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All Saints Church
Church of All Saints, Pocklington
All Saints Church Pocklington.jpg
All Saints Church, Pocklington
All Saints Church is located in East Riding of Yorkshire
All Saints Church
All Saints Church
Location in East Riding of Yorkshire
53°55′50″N 0°46′47″W / 53.9306°N 0.7796°W / 53.9306; -0.7796
Country England
Denomination Church of England
Parish Pocklington and Owsthorpe and Kilnwick Percy
Benefice Pocklington Wold
Deanery South Wold
Archdeaconry York
Diocese Diocese of York
Priest in charge The Revd Dr Jacob Belder
Listed Building – Grade I
Designated 22 January 1967
Reference no. 1162006

All Saints’ Church, Pocklington is the Anglican parish church for the town of Pocklington, East Riding of Yorkshire, England. It is also known locally as the Cathedral of the Wolds, it is an important Grade I listed building, dating mainly from the 12th to the 15th century. It is a constituent parish of the Diocese of York.


It is likely that the missionary St. Paulinus established the first Christian church in Pocklington on his way from Goodmanham to found York Minster. Certainly, the Sotheby Cross, now in the churchyard, has the inscription "Paulinus here preached and celebrated AD627". The building's foundations go back to the Saxon era, and some fragments remain of the Norman church. However most of the building dates from the late 12th to early 15th centuries.

The church clock, dating from 1841, has an unusual mechanism in that it uses only one train to strike the hours and chime the quarter hours. It was restored in 2004. Only one other church clock with a similar mechanism is known, that of St. John's Church in Keswick, Cumbria.

Extensive repairs and alterations were made to the church in the late 19th century. Most of the stained glass dates from that time, as does the pulpit, with its two carved scenes showing the parable of the Good Samaritan and St. Peter healing the man at the Beautiful Gate.

The All Saints Heritage Appeal Fund (called also ‘Reveal and Restore’) was launched on 29 September 2004 by the Appeal Patron, Lord Halifax, to raise £250,000. This money was needed for a complete re-ordering of the West end of the church to provide additional facilities, for extra space to accommodate larger numbers of people, and to display some significant historical features of the building more appropriately; this first phase of the work has been completed. The funds were also needed to repair crumbling areas of the church's exterior stonework.

During the 1890 renovation, a message detailing the work was sealed in a glass bottle, along with a newspaper of the time, and buried underneath the plinth of the medieval Sotheby Cross. Unearthed accidentally during repairs in 2005, the sealed message and a copy of the 1890 newspaper were re-buried in the same spot, along with a contemporary copy of the Pocklington Post.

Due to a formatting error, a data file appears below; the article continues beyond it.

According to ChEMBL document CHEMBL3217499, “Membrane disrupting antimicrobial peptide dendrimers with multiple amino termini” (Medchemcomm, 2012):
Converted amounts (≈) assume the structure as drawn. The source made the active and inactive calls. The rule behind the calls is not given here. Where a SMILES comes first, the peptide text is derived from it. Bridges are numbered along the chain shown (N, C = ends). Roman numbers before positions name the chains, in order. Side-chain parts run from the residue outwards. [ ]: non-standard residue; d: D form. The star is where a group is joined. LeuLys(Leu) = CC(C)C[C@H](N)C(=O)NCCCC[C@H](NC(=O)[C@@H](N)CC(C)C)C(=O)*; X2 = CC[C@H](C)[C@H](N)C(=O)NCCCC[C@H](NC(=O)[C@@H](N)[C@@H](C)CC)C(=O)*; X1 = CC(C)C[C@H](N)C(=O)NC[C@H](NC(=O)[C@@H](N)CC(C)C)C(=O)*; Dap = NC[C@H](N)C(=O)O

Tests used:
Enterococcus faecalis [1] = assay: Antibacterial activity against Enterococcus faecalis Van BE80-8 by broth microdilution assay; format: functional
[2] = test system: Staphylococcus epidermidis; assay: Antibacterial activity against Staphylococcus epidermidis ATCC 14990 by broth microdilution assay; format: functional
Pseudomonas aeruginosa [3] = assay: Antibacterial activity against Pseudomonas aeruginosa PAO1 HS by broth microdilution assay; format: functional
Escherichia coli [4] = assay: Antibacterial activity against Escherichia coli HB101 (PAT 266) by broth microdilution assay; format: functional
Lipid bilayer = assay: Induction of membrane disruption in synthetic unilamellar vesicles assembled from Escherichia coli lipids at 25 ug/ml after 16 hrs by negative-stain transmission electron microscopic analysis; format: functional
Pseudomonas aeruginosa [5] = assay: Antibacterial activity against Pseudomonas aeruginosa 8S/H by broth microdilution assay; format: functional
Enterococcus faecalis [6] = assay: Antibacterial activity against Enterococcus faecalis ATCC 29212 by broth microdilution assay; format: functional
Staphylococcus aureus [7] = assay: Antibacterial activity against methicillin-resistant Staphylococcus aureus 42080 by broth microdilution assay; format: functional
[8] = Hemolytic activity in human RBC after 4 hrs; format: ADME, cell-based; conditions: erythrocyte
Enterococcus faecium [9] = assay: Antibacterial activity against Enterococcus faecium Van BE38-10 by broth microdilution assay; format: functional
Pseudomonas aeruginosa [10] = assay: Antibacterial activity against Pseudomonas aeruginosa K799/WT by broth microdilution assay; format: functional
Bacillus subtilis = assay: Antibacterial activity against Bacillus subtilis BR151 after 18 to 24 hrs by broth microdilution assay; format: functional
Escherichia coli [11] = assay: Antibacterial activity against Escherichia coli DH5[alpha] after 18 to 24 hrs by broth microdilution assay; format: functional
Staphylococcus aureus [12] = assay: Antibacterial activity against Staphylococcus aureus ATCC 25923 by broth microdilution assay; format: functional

Stories from the past

In 1733, the celebrated Flying Man of Pocklington, Thomas Pelling, attempted to travel along a rope between the church and the Star Inn in the Market Square. He crashed to his death fracturing his skull against the wall of the church following a misunderstanding with men working the windlass. He is buried where he fell at the east end of the church where a plaque celebrates his memory.

The Sotheby Cross

In the churchyard stands the Sotheby Cross. John Soteby was born in Pocklington in 1390, and the Sotheby Cross was made for him, or in his memory, in the 15th century.

It was rediscovered buried in the churchyard in 1835, since when it had stood inside the church. In 2006 it was reinstated in the churchyard, its location determined by reference to a drawing in an architectural journal from the 1880s. Matthias Garn, from Bugthorpe, was the stonemason who created the replica of the cross head out of Tadcaster limestone. The Sothebys can be traced back to Roger of Lincoln, born in 1302. They came to Pocklington in about 1380. One of John's descendants, James Sotheby, was both vicar of Pocklington and headmaster of the School in the 1620s. The most famous branch of the Sotheby family moved to Bishop Wilton and then to Hackney, London, and Sewardstone in Essex. They gave their name to Sotheby's, the famous international auctioneers of fine art.

All Saints’ Church today

The church continues its lively history of fellowship and local activities, and has links with Pocklington Church of England Infants School. The Benefice of Pocklington Wold also includes the churches at Burnby, Great Givendale, Hayton, Huggate, Londesborough, Millington, Nunburnholme and Shiptonthorpe.

The Reverend Dr Jacob Belder was appointed Priest-in-Charge of All Saints on 22 September 2020.

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